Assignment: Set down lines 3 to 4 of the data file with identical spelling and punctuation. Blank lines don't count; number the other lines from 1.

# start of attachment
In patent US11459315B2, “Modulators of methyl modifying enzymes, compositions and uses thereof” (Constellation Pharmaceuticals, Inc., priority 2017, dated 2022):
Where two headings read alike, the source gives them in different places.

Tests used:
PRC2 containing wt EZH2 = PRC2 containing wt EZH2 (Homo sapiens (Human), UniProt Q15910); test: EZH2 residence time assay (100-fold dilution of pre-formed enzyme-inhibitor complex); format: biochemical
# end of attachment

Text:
Tests used:
PRC2 containing wt EZH2 = PRC2 containing wt EZH2 (Homo sapiens (Human), UniProt Q15910); test: EZH2 residence time assay (100-fold dilution of pre-formed enzyme-inhibitor complex); format: biochemical